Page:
“I think freshman year can be really hard at UC Davis though that may be the case at all universities. Here students don’t get really pumped for sports or anything like that so it can be hard to have a super exciting first year. Davis is excellent once you establish your hobbies and through that you are able to find your people. At Davis people are really involved in student organizations so joining a few and feeling it out your first year is the way to go.” –Tereza Dvorak, International Relations major, Class of 2017

“[UC Davis] is a small town on the edge of becoming a small city. I’m from the South Bay in California so I’m used to the cramped, busy lifestyle of a big urban area. But Davis allows us to take a step back and have some breathing room. The people here are amazing and nice and there’s plenty of room (physically too) to grow as students and leaders. There are so many opportunities here and we’re definitely underrated in the way we engage and empower students.” – Alex Lee, Political Science and Communication major, Class of 2017

“Because it’s a research university, there are a lot of opportunities to get hands-on experience, whether you’re in a lab or with the animals. I know a lot of first-years that are involved in research for their major. So, it’s definitely something that you can get involved with easily. It’s a great place to get experience, especially for Animal Science majors. I got to see newborn goats, cows and pigs up close just last week.” –Karissa Tom, Design major, Class of 2019

Top 3 Majors

1. Psychology

2. Economics

3. Biology/Biological Sciences

Top 3 Most Popular Student Organizations

Because of the campus’ size, there are a million organizations that fit anyone’s interest. For each member of an organization, theirs can feel like the center of their universe.

1. Greek Life

Like many state universities, Greek life dominates campus life at UC Davis. Although it’s not necessarily as popular as on other campuses, Davis Greek life embodies a close knit community. “Everyone in the Greek community is super close no matter which sorority and fraternity they’re in. There are really tight connections among them all so whenever we have social events they’re always great because everybody knows everybody that’s there,” Said said.


The Associated Students, University of California Davis is a 100-year-old nonprofit that includes many programs run by the student government. “We positively impact students by being an integral part of the student experience: bussing you to school, making sure you’re fed, fulfilling your professional interests and making your voice heard to policy makers. My favorite part of ASUCD is definitely the fact that students get the opportunity to create things they want to do,” junior political science and communication major and ASUCD President Alex Lee said.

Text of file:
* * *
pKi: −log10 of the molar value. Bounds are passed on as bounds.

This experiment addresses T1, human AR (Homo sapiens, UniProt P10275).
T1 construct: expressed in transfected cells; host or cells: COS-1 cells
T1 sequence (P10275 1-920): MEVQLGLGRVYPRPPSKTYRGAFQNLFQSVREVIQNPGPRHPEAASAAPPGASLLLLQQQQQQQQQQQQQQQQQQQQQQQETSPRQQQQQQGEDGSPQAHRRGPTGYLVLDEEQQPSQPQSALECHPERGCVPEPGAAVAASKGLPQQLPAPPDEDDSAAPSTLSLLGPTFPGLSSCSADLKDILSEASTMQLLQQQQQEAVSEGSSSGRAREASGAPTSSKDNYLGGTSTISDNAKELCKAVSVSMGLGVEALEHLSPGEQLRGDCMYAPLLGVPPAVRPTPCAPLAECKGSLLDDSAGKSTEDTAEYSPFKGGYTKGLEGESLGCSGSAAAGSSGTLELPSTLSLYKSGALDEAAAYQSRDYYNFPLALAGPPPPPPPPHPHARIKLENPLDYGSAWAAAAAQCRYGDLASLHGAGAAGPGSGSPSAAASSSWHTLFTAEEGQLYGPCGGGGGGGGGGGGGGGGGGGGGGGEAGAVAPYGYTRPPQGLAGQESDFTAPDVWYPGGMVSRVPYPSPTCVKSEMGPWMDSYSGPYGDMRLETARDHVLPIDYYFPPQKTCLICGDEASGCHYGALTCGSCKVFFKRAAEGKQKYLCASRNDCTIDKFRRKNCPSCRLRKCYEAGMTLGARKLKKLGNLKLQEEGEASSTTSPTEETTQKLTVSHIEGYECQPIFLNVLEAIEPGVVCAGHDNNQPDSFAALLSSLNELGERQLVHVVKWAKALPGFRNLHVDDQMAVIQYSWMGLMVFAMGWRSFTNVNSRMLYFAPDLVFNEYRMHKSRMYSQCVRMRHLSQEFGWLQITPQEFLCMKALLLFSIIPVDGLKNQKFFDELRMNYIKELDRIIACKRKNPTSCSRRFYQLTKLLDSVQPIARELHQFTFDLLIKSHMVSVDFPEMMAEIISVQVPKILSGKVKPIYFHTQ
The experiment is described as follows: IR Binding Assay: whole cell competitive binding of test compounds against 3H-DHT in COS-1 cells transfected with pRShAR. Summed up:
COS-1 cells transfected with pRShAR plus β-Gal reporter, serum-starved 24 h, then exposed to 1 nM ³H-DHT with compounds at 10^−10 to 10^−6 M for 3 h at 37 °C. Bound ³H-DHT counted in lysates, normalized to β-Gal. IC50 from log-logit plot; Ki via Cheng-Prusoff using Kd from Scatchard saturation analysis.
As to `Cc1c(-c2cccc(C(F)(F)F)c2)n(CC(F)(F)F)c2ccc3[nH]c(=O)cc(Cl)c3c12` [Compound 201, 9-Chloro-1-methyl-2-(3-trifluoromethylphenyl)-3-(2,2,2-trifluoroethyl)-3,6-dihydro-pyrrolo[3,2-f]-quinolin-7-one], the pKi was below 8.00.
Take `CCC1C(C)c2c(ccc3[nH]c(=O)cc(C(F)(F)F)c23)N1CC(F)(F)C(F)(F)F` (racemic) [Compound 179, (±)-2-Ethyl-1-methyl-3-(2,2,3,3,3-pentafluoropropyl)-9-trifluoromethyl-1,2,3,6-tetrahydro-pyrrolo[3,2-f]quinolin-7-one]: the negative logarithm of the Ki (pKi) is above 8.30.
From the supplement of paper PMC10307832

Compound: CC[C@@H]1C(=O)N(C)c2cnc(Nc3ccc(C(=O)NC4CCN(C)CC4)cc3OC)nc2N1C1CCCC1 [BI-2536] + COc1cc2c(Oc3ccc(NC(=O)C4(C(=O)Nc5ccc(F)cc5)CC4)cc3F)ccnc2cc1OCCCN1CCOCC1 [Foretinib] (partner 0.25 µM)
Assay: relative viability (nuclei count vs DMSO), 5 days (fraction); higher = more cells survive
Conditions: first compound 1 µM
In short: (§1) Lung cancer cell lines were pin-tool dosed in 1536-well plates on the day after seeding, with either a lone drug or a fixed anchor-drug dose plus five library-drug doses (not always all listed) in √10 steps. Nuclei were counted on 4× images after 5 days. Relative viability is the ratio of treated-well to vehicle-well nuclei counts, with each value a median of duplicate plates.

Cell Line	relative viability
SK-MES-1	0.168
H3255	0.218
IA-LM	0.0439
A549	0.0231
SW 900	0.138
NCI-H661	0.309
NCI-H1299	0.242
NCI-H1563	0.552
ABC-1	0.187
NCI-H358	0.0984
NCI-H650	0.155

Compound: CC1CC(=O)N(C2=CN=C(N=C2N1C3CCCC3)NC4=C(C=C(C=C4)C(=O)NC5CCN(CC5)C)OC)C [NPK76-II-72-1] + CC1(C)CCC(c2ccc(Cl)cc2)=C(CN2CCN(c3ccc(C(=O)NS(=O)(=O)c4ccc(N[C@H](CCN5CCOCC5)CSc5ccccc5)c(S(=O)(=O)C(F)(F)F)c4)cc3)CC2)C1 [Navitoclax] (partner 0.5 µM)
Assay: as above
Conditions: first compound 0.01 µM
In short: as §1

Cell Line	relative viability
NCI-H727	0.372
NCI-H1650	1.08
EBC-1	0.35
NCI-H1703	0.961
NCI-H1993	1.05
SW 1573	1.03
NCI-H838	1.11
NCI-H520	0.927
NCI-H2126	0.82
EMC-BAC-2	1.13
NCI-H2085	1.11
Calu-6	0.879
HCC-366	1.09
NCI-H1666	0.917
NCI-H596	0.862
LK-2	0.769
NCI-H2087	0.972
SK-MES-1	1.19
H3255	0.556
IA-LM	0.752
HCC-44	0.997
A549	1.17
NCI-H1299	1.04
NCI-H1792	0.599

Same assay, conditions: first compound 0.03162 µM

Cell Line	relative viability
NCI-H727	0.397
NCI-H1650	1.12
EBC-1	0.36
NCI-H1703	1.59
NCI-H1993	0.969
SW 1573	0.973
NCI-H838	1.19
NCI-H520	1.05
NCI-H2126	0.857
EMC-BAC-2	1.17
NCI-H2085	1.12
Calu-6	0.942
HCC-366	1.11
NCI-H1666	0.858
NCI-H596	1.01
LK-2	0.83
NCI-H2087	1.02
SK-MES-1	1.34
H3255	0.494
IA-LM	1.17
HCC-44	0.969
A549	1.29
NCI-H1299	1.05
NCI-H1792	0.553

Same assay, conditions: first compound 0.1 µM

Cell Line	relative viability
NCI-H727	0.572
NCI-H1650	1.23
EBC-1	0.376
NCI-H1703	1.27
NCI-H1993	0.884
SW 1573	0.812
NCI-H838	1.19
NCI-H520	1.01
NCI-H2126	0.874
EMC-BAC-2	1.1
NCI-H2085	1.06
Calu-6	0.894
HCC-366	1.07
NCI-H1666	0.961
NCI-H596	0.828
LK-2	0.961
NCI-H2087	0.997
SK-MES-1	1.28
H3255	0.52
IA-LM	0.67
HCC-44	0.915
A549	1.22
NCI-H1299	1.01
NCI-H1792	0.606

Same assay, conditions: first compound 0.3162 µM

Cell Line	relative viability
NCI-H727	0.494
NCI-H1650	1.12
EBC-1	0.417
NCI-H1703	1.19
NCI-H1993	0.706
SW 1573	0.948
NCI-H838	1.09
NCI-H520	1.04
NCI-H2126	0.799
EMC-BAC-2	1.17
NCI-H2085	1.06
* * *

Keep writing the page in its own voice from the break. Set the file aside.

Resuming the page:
3. Entertainment Council

The Entertainment Council brings the best concerts, movies and dance parties to campus. Recently they brought Robert DeLong and have brought groups like Muse and Death Cab for Cutie in the past. “It lets me be part of the inner working of big music and be in control of smaller things like open mic nights. I think people want to get involved with it because it’s honestly fun to do it, the people in it are so fun, and it’s a chance to be around and exposed to great music,” said Kurtie Kellner, freshman managerial economics and international relations major.

Getting In

Like all the UC schools, UC Davis has holistic admissions, meaning they consider you entire person instead of only your scores. A solid GPA and high SAT and ACT scores will help, but they care about how you spend your summer and free time. Rather than filling a campus with academically high-achieving students, UC Davis would rather see someone with an interest, talent or passion and a lower GPA. They want people who will succeed on the campus and meaningfully enrich the community. “Being a well rounded student and having done some volunteer work or really anything outside of academic life that requires a commitment [will help],” said Al-Abed. Still, getting in isn’t easy. The competition at UC Davis rises each year. For the admissions in 2015, 32.8 percent of in-state applicants were accepted, down from 40.6 percent in 2014. “Getting into UC Davis or other similar UCs is not an easy task and only continues to be more challenging. If UC Davis seems like the right school for you there are way other than what people traditionally advertise to getting in,” said Dvorak.


Location: Davis, CA

Tuition & Fees: $13, 951 (in-state), $38,659 (out-of-state)

Total Cost on Campus: $34, 323 (in-state), $59, 031 (out-of-state)

Undergrads Enrolled: 27,966

Grads Enrolled: 6,605

Total Enrolled: 35,186

Acceptance percentage: 38.2%

Percent Admitted Who Enroll: 21.8%

Enrollment: 5,369

Percentage of Male Students: 41%

Percentage of Female Students: 59%

Percentage Receiving Financial Aid: 76%

Percentage Receiving Federal Grants: 38%

Percentage Receiving Federal Loans: 41%